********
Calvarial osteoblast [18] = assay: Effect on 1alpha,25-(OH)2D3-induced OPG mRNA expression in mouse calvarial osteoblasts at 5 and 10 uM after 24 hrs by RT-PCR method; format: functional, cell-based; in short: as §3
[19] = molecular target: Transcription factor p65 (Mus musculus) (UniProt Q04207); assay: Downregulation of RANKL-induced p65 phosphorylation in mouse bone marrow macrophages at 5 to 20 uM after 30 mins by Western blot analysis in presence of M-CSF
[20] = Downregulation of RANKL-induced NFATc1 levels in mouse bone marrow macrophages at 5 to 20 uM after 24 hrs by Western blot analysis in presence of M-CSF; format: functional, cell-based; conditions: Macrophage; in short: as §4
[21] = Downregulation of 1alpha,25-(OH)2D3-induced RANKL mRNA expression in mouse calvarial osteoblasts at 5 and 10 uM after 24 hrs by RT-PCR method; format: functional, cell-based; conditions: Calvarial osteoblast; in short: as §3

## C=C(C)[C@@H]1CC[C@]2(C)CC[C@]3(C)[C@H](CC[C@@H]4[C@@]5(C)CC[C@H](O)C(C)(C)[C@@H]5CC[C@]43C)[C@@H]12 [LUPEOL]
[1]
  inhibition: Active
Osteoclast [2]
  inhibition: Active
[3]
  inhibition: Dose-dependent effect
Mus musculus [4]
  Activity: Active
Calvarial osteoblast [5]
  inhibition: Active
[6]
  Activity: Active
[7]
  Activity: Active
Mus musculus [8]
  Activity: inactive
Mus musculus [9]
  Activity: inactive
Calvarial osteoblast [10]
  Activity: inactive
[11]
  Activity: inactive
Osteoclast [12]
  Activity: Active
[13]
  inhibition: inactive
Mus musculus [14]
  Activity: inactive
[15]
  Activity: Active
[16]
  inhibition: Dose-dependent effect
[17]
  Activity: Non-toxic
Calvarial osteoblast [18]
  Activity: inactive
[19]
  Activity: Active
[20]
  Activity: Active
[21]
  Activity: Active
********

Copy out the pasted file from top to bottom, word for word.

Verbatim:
Calvarial osteoblast [18] = assay: Effect on 1alpha,25-(OH)2D3-induced OPG mRNA expression in mouse calvarial osteoblasts at 5 and 10 uM after 24 hrs by RT-PCR method; format: functional, cell-based; in short: as §3
[19] = molecular target: Transcription factor p65 (Mus musculus) (UniProt Q04207); assay: Downregulation of RANKL-induced p65 phosphorylation in mouse bone marrow macrophages at 5 to 20 uM after 30 mins by Western blot analysis in presence of M-CSF
[20] = Downregulation of RANKL-induced NFATc1 levels in mouse bone marrow macrophages at 5 to 20 uM after 24 hrs by Western blot analysis in presence of M-CSF; format: functional, cell-based; conditions: Macrophage; in short: as §4
[21] = Downregulation of 1alpha,25-(OH)2D3-induced RANKL mRNA expression in mouse calvarial osteoblasts at 5 and 10 uM after 24 hrs by RT-PCR method; format: functional, cell-based; conditions: Calvarial osteoblast; in short: as §3

## C=C(C)[C@@H]1CC[C@]2(C)CC[C@]3(C)[C@H](CC[C@@H]4[C@@]5(C)CC[C@H](O)C(C)(C)[C@@H]5CC[C@]43C)[C@@H]12 [LUPEOL]
[1]
  inhibition: Active
Osteoclast [2]
  inhibition: Active
[3]
  inhibition: Dose-dependent effect
Mus musculus [4]
  Activity: Active
Calvarial osteoblast [5]
  inhibition: Active
[6]
  Activity: Active
[7]
  Activity: Active
Mus musculus [8]
  Activity: inactive
Mus musculus [9]
  Activity: inactive
Calvarial osteoblast [10]
  Activity: inactive
[11]
  Activity: inactive
Osteoclast [12]
  Activity: Active
[13]
  inhibition: inactive
Mus musculus [14]
  Activity: inactive
[15]
  Activity: Active
[16]
  inhibition: Dose-dependent effect
[17]
  Activity: Non-toxic
Calvarial osteoblast [18]
  Activity: inactive
[19]
  Activity: Active
[20]
  Activity: Active
[21]
  Activity: Active